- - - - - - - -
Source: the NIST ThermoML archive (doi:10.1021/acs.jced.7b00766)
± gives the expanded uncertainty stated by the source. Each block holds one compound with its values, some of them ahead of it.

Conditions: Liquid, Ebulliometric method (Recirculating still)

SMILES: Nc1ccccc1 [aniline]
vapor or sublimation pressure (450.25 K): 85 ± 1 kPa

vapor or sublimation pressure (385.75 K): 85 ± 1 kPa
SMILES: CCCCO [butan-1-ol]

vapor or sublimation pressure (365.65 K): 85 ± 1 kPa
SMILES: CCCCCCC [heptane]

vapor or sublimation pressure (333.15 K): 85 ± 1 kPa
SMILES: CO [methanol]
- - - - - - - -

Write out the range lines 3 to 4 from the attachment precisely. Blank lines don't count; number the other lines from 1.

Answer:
Conditions: Liquid, Ebulliometric method (Recirculating still)

SMILES: Nc1ccccc1 [aniline]